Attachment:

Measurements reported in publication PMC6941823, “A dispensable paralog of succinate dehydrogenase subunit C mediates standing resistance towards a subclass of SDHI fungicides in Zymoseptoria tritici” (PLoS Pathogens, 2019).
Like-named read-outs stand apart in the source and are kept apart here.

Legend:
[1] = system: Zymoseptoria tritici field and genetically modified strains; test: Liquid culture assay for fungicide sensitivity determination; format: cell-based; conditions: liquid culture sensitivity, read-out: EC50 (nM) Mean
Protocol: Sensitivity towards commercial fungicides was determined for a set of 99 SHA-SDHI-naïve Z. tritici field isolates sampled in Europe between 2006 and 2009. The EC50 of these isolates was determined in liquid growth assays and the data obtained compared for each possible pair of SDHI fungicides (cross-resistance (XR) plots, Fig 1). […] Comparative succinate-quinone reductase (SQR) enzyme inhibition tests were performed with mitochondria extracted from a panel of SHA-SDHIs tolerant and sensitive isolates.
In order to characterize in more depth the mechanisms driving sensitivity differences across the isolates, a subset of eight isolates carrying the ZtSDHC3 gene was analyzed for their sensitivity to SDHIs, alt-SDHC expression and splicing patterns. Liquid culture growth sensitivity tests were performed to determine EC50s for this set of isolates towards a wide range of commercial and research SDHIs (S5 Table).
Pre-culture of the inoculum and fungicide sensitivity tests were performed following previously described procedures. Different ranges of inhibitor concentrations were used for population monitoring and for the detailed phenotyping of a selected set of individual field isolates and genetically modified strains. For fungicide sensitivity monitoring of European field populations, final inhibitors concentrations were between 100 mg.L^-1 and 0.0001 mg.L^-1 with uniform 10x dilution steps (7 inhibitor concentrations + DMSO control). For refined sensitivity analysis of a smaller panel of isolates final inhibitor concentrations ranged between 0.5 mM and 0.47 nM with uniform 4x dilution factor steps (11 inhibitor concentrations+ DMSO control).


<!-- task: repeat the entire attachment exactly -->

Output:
Measurements reported in publication PMC6941823, “A dispensable paralog of succinate dehydrogenase subunit C mediates standing resistance towards a subclass of SDHI fungicides in Zymoseptoria tritici” (PLoS Pathogens, 2019).
Like-named read-outs stand apart in the source and are kept apart here.

Legend:
[1] = system: Zymoseptoria tritici field and genetically modified strains; test: Liquid culture assay for fungicide sensitivity determination; format: cell-based; conditions: liquid culture sensitivity, read-out: EC50 (nM) Mean
Protocol: Sensitivity towards commercial fungicides was determined for a set of 99 SHA-SDHI-naïve Z. tritici field isolates sampled in Europe between 2006 and 2009. The EC50 of these isolates was determined in liquid growth assays and the data obtained compared for each possible pair of SDHI fungicides (cross-resistance (XR) plots, Fig 1). […] Comparative succinate-quinone reductase (SQR) enzyme inhibition tests were performed with mitochondria extracted from a panel of SHA-SDHIs tolerant and sensitive isolates.
In order to characterize in more depth the mechanisms driving sensitivity differences across the isolates, a subset of eight isolates carrying the ZtSDHC3 gene was analyzed for their sensitivity to SDHIs, alt-SDHC expression and splicing patterns. Liquid culture growth sensitivity tests were performed to determine EC50s for this set of isolates towards a wide range of commercial and research SDHIs (S5 Table).
Pre-culture of the inoculum and fungicide sensitivity tests were performed following previously described procedures. Different ranges of inhibitor concentrations were used for population monitoring and for the detailed phenotyping of a selected set of individual field isolates and genetically modified strains. For fungicide sensitivity monitoring of European field populations, final inhibitors concentrations were between 100 mg.L^-1 and 0.0001 mg.L^-1 with uniform 10x dilution steps (7 inhibitor concentrations + DMSO control). For refined sensitivity analysis of a smaller panel of isolates final inhibitor concentrations ranged between 0.5 mM and 0.47 nM with uniform 4x dilution factor steps (11 inhibitor concentrations+ DMSO control).